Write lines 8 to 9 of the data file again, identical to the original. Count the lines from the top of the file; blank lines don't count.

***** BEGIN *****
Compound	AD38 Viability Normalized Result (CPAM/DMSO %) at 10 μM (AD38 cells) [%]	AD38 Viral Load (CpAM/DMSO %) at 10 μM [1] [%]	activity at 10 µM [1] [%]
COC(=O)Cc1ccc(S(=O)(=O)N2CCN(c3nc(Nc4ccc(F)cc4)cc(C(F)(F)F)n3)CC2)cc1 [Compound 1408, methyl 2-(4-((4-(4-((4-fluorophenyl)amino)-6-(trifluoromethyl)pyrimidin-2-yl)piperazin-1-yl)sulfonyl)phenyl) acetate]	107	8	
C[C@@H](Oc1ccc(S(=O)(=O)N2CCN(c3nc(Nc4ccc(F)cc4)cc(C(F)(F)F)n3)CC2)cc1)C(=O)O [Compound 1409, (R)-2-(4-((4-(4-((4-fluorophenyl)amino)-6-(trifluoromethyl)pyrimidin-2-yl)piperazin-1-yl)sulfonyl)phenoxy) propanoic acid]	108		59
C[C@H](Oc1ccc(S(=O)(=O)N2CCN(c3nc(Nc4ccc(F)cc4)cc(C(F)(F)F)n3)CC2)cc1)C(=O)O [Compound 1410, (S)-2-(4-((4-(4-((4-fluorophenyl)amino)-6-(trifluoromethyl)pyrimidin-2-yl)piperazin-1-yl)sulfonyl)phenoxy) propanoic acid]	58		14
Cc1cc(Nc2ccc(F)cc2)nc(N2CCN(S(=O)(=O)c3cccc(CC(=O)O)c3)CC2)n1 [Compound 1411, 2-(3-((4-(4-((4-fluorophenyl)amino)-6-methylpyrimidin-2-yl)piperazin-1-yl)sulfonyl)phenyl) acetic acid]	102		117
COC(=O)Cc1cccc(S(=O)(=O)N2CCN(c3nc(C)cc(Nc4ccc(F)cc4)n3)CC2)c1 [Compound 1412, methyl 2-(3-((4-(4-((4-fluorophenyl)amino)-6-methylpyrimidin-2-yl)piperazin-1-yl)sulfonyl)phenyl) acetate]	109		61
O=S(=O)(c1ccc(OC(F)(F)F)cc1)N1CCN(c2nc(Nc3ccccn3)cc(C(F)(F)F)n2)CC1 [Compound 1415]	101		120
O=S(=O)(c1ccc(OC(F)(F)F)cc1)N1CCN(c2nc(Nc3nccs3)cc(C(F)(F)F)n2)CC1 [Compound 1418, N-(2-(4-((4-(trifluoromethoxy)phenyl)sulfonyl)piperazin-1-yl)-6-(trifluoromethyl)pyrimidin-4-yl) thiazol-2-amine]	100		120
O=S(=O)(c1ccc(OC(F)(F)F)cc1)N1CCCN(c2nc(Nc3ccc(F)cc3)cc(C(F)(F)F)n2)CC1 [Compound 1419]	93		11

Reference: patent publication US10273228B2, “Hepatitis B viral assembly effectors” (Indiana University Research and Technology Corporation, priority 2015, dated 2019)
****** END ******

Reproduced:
O=S(=O)(c1ccc(OC(F)(F)F)cc1)N1CCN(c2nc(Nc3nccs3)cc(C(F)(F)F)n2)CC1 [Compound 1418, N-(2-(4-((4-(trifluoromethoxy)phenyl)sulfonyl)piperazin-1-yl)-6-(trifluoromethyl)pyrimidin-4-yl) thiazol-2-amine]	100		120
O=S(=O)(c1ccc(OC(F)(F)F)cc1)N1CCCN(c2nc(Nc3ccc(F)cc3)cc(C(F)(F)F)n2)CC1 [Compound 1419]	93		11